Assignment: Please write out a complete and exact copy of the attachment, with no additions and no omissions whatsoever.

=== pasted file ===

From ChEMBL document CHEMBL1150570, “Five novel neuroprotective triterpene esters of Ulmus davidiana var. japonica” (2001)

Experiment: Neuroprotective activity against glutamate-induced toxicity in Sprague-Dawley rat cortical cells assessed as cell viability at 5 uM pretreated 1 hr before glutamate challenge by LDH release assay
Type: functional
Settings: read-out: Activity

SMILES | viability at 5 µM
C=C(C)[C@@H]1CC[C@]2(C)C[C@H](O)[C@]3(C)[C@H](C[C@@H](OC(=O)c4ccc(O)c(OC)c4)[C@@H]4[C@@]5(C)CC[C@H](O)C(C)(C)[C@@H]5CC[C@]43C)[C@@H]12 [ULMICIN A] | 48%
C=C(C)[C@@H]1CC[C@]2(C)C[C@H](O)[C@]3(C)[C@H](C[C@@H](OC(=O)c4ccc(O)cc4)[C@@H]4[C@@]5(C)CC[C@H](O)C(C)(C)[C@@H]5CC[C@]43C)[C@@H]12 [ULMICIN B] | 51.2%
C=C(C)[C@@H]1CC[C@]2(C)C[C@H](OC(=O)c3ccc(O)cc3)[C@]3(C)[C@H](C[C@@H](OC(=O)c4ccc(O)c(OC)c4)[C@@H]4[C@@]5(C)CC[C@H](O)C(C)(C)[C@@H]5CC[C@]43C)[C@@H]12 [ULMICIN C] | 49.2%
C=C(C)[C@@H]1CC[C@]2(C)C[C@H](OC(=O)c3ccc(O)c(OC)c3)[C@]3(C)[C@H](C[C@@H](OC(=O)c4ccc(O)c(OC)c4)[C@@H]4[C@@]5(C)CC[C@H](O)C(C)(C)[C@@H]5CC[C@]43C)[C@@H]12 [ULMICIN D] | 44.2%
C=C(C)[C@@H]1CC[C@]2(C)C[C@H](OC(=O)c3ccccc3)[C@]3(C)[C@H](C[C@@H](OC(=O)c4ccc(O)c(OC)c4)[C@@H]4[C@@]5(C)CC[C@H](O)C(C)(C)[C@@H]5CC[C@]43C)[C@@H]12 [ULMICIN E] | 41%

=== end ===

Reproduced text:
From ChEMBL document CHEMBL1150570, “Five novel neuroprotective triterpene esters of Ulmus davidiana var. japonica” (2001)

Experiment: Neuroprotective activity against glutamate-induced toxicity in Sprague-Dawley rat cortical cells assessed as cell viability at 5 uM pretreated 1 hr before glutamate challenge by LDH release assay
Type: functional
Settings: read-out: Activity

SMILES | viability at 5 µM
C=C(C)[C@@H]1CC[C@]2(C)C[C@H](O)[C@]3(C)[C@H](C[C@@H](OC(=O)c4ccc(O)c(OC)c4)[C@@H]4[C@@]5(C)CC[C@H](O)C(C)(C)[C@@H]5CC[C@]43C)[C@@H]12 [ULMICIN A] | 48%
C=C(C)[C@@H]1CC[C@]2(C)C[C@H](O)[C@]3(C)[C@H](C[C@@H](OC(=O)c4ccc(O)cc4)[C@@H]4[C@@]5(C)CC[C@H](O)C(C)(C)[C@@H]5CC[C@]43C)[C@@H]12 [ULMICIN B] | 51.2%
C=C(C)[C@@H]1CC[C@]2(C)C[C@H](OC(=O)c3ccc(O)cc3)[C@]3(C)[C@H](C[C@@H](OC(=O)c4ccc(O)c(OC)c4)[C@@H]4[C@@]5(C)CC[C@H](O)C(C)(C)[C@@H]5CC[C@]43C)[C@@H]12 [ULMICIN C] | 49.2%
C=C(C)[C@@H]1CC[C@]2(C)C[C@H](OC(=O)c3ccc(O)c(OC)c3)[C@]3(C)[C@H](C[C@@H](OC(=O)c4ccc(O)c(OC)c4)[C@@H]4[C@@]5(C)CC[C@H](O)C(C)(C)[C@@H]5CC[C@]43C)[C@@H]12 [ULMICIN D] | 44.2%
C=C(C)[C@@H]1CC[C@]2(C)C[C@H](OC(=O)c3ccccc3)[C@]3(C)[C@H](C[C@@H](OC(=O)c4ccc(O)c(OC)c4)[C@@H]4[C@@]5(C)CC[C@H](O)C(C)(C)[C@@H]5CC[C@]43C)[C@@H]12 [ULMICIN E] | 41%